Little is known about the movements of common loons (Gavia immer) during migrations and on wintering ranges in coastal waters. This information is needed to formulate effective regional and national conservation strategies.
The Upper Midewest Environmental Sciences Center, UMESC, has collaborated with regional partners in the use of satellite telemetry to study the movements of common loons located on breeding lakes in Wisconsin, Minnesota, New York, New Hampshire, Maine, and Nevada.
The use of satellite telemetry allows biologists to track loon movements through distant migrations and during winter. A transmitter attached to a radiomarked loon periodically sends a signal which is detected by a satellite-based receiver; the data is downloaded to a earth-based receiving station. The data is interpreted by wildlife biologists and other specialists.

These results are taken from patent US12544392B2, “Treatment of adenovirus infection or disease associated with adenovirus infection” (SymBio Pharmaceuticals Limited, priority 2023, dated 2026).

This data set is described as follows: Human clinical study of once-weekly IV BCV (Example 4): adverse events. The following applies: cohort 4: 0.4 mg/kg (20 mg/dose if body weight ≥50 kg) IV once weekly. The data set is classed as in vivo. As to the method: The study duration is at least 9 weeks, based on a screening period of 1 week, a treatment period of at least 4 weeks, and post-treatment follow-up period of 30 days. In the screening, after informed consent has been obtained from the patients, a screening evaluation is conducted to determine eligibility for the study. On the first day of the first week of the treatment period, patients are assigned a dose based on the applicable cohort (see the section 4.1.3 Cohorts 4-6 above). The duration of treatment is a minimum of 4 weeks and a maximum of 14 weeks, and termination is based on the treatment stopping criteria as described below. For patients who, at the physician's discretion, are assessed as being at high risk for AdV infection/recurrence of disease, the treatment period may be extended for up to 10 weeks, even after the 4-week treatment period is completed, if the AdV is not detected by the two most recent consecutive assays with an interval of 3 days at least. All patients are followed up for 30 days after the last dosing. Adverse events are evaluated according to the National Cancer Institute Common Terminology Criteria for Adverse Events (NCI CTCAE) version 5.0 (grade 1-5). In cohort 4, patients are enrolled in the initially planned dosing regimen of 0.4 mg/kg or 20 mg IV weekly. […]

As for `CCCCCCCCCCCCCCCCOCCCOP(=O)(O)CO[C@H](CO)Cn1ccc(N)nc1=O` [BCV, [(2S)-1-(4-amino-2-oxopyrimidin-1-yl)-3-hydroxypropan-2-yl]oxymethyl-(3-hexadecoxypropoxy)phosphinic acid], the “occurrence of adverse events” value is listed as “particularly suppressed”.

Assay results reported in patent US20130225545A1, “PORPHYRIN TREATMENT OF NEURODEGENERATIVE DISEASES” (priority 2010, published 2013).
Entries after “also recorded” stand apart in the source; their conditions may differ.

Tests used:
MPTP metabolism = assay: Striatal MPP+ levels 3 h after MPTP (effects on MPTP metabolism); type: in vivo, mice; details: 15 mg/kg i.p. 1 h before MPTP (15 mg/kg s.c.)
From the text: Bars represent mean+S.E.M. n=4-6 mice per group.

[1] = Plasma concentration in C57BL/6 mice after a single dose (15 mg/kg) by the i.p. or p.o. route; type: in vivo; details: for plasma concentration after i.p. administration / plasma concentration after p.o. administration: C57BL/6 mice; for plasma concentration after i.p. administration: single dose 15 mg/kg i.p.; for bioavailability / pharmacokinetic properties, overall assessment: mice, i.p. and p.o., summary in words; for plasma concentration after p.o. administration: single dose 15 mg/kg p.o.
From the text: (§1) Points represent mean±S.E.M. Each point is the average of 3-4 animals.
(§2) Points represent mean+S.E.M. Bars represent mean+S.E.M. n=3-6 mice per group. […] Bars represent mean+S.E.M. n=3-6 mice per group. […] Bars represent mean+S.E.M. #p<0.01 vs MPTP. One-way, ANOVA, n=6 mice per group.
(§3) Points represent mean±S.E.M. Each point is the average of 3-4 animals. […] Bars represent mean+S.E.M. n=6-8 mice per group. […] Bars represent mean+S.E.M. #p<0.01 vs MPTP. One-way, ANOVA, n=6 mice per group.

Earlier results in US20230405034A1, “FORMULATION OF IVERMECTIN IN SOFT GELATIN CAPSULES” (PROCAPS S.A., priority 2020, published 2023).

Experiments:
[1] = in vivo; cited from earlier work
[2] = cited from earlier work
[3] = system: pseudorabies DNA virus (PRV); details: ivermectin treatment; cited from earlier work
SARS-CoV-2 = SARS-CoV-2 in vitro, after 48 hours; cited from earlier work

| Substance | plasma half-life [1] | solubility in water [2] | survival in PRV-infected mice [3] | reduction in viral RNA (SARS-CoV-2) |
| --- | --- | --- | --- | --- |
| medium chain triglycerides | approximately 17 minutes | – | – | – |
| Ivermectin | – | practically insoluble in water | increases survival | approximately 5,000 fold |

This year several loons in our area have been attached with transmitters. There are four loons from Big Mantrap marked as M2, M6, M7, and M8 on the 2011 and 2012 Interactive Migration Map. Also, there is a loon from a Leech Lake marsh marked as LM, and a loon on Leech Lake marked M9. Common loons often migrate several hundred miles to reach coastal waters during fall migration. Information about this part of the loon's life history is not well known.
To follow the migration of our local loons, and other loons in Minnesota and Wisconsin, go to: Loon Migration